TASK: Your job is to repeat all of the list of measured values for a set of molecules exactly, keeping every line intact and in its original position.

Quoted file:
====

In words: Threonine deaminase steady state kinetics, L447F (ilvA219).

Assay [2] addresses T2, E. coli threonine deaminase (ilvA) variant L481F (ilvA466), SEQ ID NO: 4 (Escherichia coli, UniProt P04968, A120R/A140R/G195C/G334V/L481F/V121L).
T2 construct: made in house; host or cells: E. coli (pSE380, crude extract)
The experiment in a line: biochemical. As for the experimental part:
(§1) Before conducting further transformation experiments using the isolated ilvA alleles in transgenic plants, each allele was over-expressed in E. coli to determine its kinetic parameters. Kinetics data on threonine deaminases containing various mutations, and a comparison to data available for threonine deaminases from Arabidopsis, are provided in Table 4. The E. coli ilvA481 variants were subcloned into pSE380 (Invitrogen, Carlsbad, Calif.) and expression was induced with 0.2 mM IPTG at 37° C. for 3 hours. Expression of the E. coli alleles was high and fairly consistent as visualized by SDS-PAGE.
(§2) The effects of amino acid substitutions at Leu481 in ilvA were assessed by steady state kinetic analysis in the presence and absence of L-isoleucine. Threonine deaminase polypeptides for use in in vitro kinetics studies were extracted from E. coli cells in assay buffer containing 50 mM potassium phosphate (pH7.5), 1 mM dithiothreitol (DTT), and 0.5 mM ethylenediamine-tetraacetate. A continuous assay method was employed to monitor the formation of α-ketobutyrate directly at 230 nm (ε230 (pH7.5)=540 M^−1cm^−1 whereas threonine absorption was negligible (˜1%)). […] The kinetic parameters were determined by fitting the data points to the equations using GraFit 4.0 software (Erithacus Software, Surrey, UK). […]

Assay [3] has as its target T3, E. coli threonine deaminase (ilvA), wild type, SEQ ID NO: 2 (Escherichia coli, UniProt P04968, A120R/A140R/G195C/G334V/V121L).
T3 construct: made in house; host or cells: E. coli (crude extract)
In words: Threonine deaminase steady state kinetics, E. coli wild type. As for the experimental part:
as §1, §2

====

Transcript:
In words: Threonine deaminase steady state kinetics, L447F (ilvA219).

Assay [2] addresses T2, E. coli threonine deaminase (ilvA) variant L481F (ilvA466), SEQ ID NO: 4 (Escherichia coli, UniProt P04968, A120R/A140R/G195C/G334V/L481F/V121L).
T2 construct: made in house; host or cells: E. coli (pSE380, crude extract)
The experiment in a line: biochemical. As for the experimental part:
(§1) Before conducting further transformation experiments using the isolated ilvA alleles in transgenic plants, each allele was over-expressed in E. coli to determine its kinetic parameters. Kinetics data on threonine deaminases containing various mutations, and a comparison to data available for threonine deaminases from Arabidopsis, are provided in Table 4. The E. coli ilvA481 variants were subcloned into pSE380 (Invitrogen, Carlsbad, Calif.) and expression was induced with 0.2 mM IPTG at 37° C. for 3 hours. Expression of the E. coli alleles was high and fairly consistent as visualized by SDS-PAGE.
(§2) The effects of amino acid substitutions at Leu481 in ilvA were assessed by steady state kinetic analysis in the presence and absence of L-isoleucine. Threonine deaminase polypeptides for use in in vitro kinetics studies were extracted from E. coli cells in assay buffer containing 50 mM potassium phosphate (pH7.5), 1 mM dithiothreitol (DTT), and 0.5 mM ethylenediamine-tetraacetate. A continuous assay method was employed to monitor the formation of α-ketobutyrate directly at 230 nm (ε230 (pH7.5)=540 M^−1cm^−1 whereas threonine absorption was negligible (˜1%)). […] The kinetic parameters were determined by fitting the data points to the equations using GraFit 4.0 software (Erithacus Software, Surrey, UK). […]

Assay [3] has as its target T3, E. coli threonine deaminase (ilvA), wild type, SEQ ID NO: 2 (Escherichia coli, UniProt P04968, A120R/A140R/G195C/G334V/V121L).
T3 construct: made in house; host or cells: E. coli (crude extract)
In words: Threonine deaminase steady state kinetics, E. coli wild type. As for the experimental part:
as §1, §2